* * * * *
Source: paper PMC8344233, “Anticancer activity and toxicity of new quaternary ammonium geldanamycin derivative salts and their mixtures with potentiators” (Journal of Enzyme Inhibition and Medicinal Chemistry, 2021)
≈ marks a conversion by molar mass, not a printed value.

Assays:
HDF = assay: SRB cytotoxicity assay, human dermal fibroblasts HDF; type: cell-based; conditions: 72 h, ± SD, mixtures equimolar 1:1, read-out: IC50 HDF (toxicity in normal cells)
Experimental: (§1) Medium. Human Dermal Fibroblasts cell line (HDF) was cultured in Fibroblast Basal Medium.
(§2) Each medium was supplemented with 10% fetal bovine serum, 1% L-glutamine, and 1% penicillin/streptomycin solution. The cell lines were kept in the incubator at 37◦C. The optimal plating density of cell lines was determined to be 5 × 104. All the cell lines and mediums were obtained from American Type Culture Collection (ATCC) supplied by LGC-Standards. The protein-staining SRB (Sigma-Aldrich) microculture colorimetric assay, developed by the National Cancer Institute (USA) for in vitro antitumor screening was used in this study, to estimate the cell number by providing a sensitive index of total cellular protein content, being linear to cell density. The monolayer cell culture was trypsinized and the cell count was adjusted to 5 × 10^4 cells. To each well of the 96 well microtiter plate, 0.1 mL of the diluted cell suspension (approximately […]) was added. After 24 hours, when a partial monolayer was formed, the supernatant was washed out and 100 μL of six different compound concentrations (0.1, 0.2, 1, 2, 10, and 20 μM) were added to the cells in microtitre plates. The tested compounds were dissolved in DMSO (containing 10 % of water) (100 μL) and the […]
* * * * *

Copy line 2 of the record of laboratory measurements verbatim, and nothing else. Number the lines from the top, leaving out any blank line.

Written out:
≈ marks a conversion by molar mass, not a printed value.